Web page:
It’s difficult to eat badly in San Sebastián. Nestled between the French Pyrenees and Spanish Basque country, this epicurean city takes food very seriously. Historically, San Sebastián (or Donostia, as it’s called in the Basque tongue) was a luxurious seaside escape for the Spanish royalty. If you spend even five minutes in this idyllic city, it’s easy to see the allure of the cerulean blue water, emerald hills, palm-tree-lined promenades and Belle Epoque sandstone buildings. Today, though, people from all over the world flock to this coastal town to do one thing: Eat.
This gastronomic capital is a hotbed for Michelin-starred restaurants and renowned chefs, from Elena Arzak (Arzak) to Andoni Luis Aduriz (Mugaritz). But the truth is you don’t have to spend a small fortune for a remarkable meal here. The real star of San Sebastián’s gourmet empire is the humble pintxo.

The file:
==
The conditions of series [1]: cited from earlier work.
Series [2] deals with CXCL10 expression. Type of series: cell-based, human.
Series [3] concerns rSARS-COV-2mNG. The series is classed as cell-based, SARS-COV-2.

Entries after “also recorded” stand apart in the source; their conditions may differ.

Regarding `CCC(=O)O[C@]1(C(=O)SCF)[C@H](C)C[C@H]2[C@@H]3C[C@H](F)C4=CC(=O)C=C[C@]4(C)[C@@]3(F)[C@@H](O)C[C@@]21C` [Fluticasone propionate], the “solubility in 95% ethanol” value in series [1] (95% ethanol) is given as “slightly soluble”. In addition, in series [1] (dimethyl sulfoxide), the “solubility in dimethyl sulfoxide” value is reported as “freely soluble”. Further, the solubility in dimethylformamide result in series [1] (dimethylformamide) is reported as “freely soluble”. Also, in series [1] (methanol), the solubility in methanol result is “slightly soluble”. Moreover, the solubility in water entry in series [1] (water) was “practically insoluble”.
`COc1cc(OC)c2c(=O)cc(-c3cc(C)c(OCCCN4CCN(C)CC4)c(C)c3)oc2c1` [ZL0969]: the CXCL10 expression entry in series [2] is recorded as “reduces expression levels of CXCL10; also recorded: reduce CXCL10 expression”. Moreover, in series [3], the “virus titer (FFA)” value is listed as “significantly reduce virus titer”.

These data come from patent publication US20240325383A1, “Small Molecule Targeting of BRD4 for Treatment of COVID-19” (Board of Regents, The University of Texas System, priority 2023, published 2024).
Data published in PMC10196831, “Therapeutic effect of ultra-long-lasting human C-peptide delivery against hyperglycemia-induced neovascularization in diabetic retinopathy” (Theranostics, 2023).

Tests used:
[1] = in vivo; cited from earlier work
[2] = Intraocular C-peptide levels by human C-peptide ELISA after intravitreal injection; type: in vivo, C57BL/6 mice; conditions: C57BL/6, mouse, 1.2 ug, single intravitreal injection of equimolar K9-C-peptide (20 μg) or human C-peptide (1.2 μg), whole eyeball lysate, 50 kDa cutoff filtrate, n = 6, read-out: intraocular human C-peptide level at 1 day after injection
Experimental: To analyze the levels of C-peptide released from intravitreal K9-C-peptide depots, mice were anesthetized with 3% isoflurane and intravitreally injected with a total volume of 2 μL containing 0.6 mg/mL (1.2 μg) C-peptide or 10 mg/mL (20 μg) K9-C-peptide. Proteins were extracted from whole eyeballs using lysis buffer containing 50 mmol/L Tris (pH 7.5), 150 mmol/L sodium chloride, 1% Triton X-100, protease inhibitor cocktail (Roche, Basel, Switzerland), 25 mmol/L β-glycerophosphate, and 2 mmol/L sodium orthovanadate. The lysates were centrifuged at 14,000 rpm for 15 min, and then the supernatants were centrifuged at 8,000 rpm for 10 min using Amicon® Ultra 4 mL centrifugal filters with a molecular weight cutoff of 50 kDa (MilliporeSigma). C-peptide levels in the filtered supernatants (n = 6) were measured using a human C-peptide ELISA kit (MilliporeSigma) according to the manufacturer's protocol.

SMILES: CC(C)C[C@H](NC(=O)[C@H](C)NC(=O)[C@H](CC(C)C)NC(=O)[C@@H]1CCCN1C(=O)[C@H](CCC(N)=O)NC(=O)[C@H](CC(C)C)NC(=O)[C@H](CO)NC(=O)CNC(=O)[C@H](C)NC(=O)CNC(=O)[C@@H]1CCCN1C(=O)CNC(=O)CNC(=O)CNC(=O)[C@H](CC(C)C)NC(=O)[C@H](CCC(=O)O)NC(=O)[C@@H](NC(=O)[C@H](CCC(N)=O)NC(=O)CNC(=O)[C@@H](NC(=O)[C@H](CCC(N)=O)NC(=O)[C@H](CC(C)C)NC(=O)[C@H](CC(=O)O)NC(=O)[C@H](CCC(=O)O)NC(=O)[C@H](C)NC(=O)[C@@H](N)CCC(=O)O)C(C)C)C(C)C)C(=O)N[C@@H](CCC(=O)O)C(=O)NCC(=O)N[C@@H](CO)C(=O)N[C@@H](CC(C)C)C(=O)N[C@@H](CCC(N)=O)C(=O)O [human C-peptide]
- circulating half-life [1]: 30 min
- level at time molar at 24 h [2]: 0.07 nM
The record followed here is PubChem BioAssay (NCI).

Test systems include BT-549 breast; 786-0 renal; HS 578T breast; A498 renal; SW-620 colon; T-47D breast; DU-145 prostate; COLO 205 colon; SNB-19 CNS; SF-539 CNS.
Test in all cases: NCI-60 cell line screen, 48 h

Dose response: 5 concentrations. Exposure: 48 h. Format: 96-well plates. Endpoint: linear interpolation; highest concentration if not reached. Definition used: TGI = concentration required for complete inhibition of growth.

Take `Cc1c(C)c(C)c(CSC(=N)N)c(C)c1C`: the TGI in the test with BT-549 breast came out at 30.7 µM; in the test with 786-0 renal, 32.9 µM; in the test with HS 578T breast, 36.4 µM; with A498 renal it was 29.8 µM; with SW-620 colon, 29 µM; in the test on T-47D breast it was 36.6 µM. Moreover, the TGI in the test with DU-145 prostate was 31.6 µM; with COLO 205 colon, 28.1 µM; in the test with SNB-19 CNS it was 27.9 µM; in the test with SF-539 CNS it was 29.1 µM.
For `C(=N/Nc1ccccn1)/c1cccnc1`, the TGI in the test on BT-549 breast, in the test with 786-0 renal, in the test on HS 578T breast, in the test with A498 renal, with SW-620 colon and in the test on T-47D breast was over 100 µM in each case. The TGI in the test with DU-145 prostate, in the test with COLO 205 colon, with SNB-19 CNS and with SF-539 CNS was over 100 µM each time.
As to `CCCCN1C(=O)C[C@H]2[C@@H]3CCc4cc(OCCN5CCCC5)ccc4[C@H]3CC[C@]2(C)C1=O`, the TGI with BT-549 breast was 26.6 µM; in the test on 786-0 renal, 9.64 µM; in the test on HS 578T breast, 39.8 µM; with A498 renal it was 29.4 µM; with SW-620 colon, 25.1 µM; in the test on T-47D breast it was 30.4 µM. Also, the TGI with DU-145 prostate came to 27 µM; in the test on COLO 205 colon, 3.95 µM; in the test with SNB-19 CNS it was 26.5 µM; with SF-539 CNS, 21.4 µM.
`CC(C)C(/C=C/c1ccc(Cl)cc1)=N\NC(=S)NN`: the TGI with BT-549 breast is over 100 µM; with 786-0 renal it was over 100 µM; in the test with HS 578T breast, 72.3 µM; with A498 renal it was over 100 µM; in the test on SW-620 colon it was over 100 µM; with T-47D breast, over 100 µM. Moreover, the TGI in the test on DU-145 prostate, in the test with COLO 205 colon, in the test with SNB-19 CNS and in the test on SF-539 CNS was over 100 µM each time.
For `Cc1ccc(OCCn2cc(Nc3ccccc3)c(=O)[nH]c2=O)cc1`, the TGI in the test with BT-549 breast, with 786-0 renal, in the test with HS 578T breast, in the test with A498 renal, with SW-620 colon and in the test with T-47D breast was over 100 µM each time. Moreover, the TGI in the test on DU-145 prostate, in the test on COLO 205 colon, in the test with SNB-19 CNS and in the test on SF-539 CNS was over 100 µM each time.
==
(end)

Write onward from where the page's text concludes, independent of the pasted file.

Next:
A pintxo is a type of Spanish tapa found in the Basque region. Traditionally, they are held together by wooden picks and artfully displayed atop a restaurant’s bar. Think: Paper-thin ribbons of jamón Ibérico on sliced baguette; bountiful crab salad topped with fatty smoked salmon; or salty skewers of anchovies, olives and piquillo peppers. More broadly though, the word “pintxo” refers to any small plate. In addition to the classic cold pintxos, most bars have an additional menu of hot dishes like seared foie gras, padrón peppers and piri-piri grilled octopus.